No one wants to grow old and most of all no one wants to look old. I know. I get it. The cosmetics industry, including anti-aging products, are a booming business and the money these companies make off vanity and insecurity (women’s and men’s) is astronomical. I’m not above it all. I want to look the best I can when I do decide to wear make-up. And while I haven’t succumbed to the siren’s call of anti-aging products thus far, I may still yet.
The sheer number of products available to curb Father Time is overwhelming and quite intimidating if you ask me. I mean, I can’t decide what I want for dinner most evenings for goodness’ sake — and here I’m supposed to choose from among a gazillion different beauty products destined to make me look like the 25-year-old model poised tantalizingly in their ad? Speaking of which, really!? Since when do 25-year-olds need anti-aging creams? Yeah, yeah, sunscreen, moisturizer, you’re done. You’re beautiful. Don’t rub it in (a pun, ha!). But the genius behind the marketing has even the youngest, most beautiful women with nary a wrinkle anywhere on their body, let alone on their face, feeling they need, no, absolutely must have that fine-line diminishing cream. And it doesn’t end there. Oh no.
There are anti-wrinkle creams, under eye creams, over eye creams, creams that will magically destroy the jowls you’ve been working on since you took the leap into your 40’s. Some of these products are so perfectly ensconced in their pretty little jars that I simply love to stare at their glistening, velvety texture. It seems a shame to ruin that flawless, minuscule Dairy Queen twist by actually using it. Oh hey, didn’t Dairy Queen have a two for one cone special today…!? But I digress.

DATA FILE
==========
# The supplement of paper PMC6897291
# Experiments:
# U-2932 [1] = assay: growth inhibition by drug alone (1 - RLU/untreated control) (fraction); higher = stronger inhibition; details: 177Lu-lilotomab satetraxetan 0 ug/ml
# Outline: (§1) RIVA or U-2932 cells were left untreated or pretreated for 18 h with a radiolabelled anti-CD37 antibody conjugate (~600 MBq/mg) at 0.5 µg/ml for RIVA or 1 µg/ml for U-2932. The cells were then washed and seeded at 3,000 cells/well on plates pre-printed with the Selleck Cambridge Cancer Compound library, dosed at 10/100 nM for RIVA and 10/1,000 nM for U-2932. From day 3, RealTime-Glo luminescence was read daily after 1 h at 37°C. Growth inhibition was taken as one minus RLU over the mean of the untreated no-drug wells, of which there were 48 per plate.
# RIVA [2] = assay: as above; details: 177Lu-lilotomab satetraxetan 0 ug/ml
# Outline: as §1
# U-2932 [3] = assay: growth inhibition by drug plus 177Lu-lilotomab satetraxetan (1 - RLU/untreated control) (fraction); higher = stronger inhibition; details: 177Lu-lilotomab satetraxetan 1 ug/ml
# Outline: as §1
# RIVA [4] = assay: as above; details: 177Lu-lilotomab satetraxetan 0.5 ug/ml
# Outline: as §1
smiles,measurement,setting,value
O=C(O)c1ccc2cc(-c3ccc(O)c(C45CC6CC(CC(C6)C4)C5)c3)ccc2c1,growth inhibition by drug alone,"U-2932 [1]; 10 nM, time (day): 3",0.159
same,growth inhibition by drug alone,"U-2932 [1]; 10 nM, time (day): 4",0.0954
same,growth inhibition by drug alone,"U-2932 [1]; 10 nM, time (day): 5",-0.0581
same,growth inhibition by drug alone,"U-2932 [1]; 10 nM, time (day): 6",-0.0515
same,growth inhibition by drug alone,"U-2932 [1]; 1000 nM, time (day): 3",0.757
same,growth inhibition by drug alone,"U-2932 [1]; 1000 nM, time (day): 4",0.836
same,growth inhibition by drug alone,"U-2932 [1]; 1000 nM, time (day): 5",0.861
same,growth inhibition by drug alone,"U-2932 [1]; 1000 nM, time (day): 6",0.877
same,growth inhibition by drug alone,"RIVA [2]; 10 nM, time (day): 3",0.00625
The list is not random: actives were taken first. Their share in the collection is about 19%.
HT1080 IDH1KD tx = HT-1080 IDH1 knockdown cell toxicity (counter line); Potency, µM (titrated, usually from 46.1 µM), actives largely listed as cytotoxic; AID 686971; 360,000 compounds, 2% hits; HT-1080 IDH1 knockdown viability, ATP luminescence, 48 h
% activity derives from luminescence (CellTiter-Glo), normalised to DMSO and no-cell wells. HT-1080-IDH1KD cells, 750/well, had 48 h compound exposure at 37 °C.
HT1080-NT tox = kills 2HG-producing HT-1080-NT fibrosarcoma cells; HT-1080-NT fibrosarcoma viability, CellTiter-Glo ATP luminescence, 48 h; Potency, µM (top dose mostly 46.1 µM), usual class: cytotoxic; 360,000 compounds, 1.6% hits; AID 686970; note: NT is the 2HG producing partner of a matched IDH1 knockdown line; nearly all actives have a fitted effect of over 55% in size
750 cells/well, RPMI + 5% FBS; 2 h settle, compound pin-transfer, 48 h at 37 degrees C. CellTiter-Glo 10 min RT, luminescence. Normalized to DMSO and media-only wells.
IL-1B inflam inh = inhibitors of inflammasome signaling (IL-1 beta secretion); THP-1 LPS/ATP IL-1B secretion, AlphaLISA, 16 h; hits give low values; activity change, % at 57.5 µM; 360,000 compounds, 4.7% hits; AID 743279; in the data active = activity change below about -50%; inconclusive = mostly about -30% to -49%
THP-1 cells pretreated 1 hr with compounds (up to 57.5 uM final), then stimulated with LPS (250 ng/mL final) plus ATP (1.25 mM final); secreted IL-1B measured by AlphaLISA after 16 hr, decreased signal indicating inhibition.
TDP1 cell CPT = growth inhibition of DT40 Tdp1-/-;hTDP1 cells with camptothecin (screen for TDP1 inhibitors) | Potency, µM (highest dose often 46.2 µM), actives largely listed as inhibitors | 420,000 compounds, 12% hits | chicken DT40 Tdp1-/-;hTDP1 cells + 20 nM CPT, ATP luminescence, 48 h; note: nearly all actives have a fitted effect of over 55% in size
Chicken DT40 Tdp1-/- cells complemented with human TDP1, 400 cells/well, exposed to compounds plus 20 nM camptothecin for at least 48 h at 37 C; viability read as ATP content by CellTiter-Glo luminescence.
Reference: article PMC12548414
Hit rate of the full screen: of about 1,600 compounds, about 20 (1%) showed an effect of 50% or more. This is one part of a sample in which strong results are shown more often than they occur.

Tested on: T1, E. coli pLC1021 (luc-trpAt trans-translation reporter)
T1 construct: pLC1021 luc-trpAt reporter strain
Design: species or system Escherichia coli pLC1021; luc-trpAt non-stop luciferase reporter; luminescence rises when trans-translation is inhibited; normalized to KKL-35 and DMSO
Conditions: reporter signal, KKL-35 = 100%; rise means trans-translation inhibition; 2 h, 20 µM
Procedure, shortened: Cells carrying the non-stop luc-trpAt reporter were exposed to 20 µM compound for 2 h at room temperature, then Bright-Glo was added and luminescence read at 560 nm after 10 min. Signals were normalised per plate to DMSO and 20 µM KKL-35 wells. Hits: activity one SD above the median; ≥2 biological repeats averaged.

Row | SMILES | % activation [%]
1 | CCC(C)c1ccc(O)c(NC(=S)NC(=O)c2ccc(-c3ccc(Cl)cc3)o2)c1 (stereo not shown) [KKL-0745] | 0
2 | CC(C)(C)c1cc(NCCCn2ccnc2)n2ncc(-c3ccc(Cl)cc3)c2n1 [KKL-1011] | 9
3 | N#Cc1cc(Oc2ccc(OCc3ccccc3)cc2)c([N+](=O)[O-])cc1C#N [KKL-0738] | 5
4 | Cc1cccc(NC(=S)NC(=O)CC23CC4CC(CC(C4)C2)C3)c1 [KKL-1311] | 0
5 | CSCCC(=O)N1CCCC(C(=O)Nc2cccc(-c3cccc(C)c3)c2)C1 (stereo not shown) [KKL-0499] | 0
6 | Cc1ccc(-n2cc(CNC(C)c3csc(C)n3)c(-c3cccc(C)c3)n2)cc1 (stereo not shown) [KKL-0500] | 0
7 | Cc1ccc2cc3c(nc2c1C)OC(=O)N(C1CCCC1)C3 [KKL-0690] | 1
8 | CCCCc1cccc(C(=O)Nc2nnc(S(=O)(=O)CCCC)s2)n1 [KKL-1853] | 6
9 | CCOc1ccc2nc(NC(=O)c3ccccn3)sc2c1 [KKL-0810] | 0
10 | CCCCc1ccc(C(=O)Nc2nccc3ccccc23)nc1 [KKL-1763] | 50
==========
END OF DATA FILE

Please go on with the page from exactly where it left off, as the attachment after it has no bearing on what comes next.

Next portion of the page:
Several of the products I’ve seen and have sampled at various counters smell divine while others reek more of the wildlife exhibits at a less than fully janitorial-staffed zoo. I received a makeover once at an upscale cosmetics counter and the neck cream the woman liberally applied (couldn’t complain about them being stingy with products!) was lovely and had a strong perfume-y odor which I suppose is better than an elephant house at the zoo theme, but it was so pungent that within seconds of it being applied, I had an allergic reaction to the smell and my throat closed up. Not exactly the look I was going for when I got there, thank you very much.
Navigating the vast reservoir of choices in a drug store or online are no different. Maybe it’s my age, which would indicate I need a hell of a lot more than just these products on my shopping list, but not only are the ingredients confusing – most of which I cannot pronounce – the promised results are often contradictory. Oils to reduce wrinkles on acne prone skin? That one just doesn’t make sense to me. Vanishing cream!? Doesn’t work the way you’d think. I tried. Was greatly, GREATLY disappointed to still be visible, I’ll have you know.
Things used to be so much simpler. When I was growing up, my mother had PHisoderm. That was it. And my brother and I were not allowed to touch it. It was hers. She always had beautiful skin. I guess I wouldn’t have shared with the likes of my brother and me either. They don’t make the original version of PHisoderm any longer. Oh, you can buy the new generation of formulas the company has on the market. But the original has apparently gone by the wayside. Too bad.
Of course Cleopatra supposedly bathed in milk to stay young and supple. But look where that got her. So not sure I’ll be trying that beauty regimen any time soon.
So. You can see the issues I’ve been having with choosing an anti-aging beauty regimen at this stage in my life. Although I’ve tried to be the “modern woman” and get on this whole “turn back the clock train,” I usually just end up slathered in overpriced foul-smelling goo desperately asking no-one in particular “is it supposed to sting!? No, seriously, is it supposed feel like this!?” and then staring in the mirror for over an hour with a magnifying glass looking for minute changes. Who has that kind of time? Not to mention the pain threshold.